Just to keep everyone on the same page, here is a recap from our last fitness tip explaining this type of massage. What is Rolfing? Is it something that could help ease muscle tension?
If you’re plagued by muscle pain, Dr. Oz recommends a technique called Rolfing, which he describes as “even deeper than a deep-tissue massage.”
This technique, which was developed by Dr. Ida Pauline Rolf, aims to separate bound-up connective tissues (or fascia), which link the muscles. “Rolfing literally releases the joints,” Dr. Oz says. “When you talk to folks about the impact it has on them, a lot of them just stand taller. A lot is just freeing you up to live the way you’re supposed to live.”
Rolfing is also known as Structural Integration. The goal of Structural Integration is to achieve balance around and through an energetic core in the body, allowing gravity to support the structure rather than to drag it down. Rolfing had been recommended to me in the hope that it could help with my posture, chronic pain, and never ending pursuit of a deep and intense massage. There are ten sessions which compose the Structural Integration work.
Rolf Session #2
It’s all about the feet! I swear I have NEVER been as aware of my feet as I was when this session ended. The entire session focused primarily on my feet. The pressure was intense yet survivable but I should add that I have a ridiculously high massage intensity tolerance.
What struck me about this session was the change in my walk. Since third grade I can remember being aware of my toes pointing outward when I walk. It had been something that my parents and I attempted to correct through conscious awareness but had no luck. After session 2 I noticed that my toes were more aligned and pointing forward as I walked. As if by magic, with no awareness, thought or struggle on my part. Truly miraculous!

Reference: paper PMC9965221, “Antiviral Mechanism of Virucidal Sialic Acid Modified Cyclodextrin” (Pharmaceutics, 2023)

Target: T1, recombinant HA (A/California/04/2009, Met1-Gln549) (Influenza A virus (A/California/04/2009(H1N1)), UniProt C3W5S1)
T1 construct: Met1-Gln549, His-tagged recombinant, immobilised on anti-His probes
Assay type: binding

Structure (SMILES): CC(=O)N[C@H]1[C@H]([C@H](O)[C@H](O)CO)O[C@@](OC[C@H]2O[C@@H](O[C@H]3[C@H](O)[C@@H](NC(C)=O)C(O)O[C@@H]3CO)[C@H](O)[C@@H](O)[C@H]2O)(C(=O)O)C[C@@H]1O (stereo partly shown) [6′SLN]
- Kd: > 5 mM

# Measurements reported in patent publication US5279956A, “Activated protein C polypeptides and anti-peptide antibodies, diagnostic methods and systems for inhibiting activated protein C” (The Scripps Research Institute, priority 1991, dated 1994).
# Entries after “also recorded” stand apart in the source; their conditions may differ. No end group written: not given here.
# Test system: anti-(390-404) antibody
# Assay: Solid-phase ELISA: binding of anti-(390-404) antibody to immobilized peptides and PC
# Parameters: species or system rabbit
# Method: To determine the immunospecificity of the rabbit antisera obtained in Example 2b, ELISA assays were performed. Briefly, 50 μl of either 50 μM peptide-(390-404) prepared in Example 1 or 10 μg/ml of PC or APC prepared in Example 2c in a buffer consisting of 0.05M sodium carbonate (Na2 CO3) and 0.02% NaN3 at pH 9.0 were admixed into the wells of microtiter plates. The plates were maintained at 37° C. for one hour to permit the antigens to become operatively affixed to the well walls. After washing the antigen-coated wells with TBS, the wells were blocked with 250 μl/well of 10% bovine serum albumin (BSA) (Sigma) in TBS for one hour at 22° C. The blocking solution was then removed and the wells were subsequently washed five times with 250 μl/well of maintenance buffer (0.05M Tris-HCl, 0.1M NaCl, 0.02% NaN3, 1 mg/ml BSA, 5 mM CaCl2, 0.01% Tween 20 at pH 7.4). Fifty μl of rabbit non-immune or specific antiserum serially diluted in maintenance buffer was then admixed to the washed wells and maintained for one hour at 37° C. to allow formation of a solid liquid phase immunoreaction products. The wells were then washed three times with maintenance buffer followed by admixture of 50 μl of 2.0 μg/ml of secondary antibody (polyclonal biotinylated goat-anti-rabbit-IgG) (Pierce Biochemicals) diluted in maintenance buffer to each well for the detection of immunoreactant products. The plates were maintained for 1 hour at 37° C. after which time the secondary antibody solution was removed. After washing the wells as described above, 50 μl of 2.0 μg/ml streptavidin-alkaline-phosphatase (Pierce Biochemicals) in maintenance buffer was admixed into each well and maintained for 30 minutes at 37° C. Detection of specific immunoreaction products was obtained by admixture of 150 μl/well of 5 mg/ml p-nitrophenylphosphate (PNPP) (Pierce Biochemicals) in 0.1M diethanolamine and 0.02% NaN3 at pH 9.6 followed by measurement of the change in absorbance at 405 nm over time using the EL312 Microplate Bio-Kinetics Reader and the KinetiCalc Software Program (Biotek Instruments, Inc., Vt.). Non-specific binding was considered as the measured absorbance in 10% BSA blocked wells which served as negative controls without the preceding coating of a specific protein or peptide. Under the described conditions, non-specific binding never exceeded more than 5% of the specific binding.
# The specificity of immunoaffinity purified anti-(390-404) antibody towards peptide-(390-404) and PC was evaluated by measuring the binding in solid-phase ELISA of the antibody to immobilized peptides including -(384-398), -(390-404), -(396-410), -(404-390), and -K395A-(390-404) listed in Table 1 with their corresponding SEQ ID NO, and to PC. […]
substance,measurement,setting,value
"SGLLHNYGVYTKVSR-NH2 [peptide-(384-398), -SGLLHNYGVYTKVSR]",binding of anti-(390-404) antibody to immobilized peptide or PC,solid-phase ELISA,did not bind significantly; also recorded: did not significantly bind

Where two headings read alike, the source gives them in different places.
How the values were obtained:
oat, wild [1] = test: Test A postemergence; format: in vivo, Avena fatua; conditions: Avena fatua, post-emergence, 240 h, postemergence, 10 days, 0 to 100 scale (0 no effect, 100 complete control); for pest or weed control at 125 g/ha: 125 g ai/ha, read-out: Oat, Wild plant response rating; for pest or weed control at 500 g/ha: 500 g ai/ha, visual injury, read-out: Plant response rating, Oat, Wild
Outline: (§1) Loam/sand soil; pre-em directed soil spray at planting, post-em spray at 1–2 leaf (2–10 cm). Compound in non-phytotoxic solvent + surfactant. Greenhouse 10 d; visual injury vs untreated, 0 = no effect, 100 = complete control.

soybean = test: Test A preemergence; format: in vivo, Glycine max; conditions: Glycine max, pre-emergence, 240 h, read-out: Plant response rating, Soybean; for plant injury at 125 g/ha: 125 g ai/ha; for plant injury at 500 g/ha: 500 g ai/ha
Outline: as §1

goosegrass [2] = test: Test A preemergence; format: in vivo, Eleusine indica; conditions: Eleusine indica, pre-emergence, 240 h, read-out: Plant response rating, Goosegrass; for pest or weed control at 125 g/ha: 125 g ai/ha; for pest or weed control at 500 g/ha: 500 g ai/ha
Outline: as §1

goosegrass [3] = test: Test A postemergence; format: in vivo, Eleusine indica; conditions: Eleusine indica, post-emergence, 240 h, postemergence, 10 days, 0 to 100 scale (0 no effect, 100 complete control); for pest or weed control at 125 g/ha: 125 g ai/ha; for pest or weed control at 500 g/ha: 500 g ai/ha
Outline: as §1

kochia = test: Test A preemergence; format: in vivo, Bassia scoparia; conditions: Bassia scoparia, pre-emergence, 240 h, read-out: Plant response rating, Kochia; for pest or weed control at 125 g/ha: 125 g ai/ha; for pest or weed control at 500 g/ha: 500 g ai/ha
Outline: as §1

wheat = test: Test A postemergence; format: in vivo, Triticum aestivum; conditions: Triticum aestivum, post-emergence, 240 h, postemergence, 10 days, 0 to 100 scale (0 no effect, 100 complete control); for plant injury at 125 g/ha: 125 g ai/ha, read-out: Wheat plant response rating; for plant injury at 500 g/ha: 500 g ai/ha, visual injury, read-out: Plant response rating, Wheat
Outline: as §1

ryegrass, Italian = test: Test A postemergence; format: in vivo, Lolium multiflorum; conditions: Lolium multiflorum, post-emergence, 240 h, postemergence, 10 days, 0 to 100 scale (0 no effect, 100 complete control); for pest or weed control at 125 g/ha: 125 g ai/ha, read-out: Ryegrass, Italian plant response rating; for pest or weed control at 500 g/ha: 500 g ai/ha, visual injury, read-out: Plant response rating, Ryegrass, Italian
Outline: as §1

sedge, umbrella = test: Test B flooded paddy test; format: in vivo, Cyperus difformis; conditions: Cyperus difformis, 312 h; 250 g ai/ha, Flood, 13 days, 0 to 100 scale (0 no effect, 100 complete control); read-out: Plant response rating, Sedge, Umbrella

Rolf Session #3
This session focused primarily along the sides of my body from just below my armpit to just below my knees. I had some previous scar tissue which needed extra attention. Again, the pressure was significant but as deep as it felt it wasn’t ever an undesirable “hurt”. After this session I saw a friend who is a personal trainer and she commented that she noticed my posture, chest and shoulders looked better. She’s trained to notice these things so I am taking her word for it.
Session 3 completed the last of the first three “superficial” sessions. I cannot remember which session it was but at some point I was asked to look in a mirror to see my shoulders when the work was halfway done. One side was actually lower than the other. I could physically see that the side of my body that had not been worked on looked significantly different from the side that had been treated. Since session 3 I’ve also noticed that my neck and shoulders are not as stiff and tense as they normally feel. I really doubted that the work on my sides, feet, and chest would effect my neck and shoulders but it seems as though it is making a difference. As I left session three I was excited about the changes my body was beginning to show and eager to discover what would happen as the work continues.
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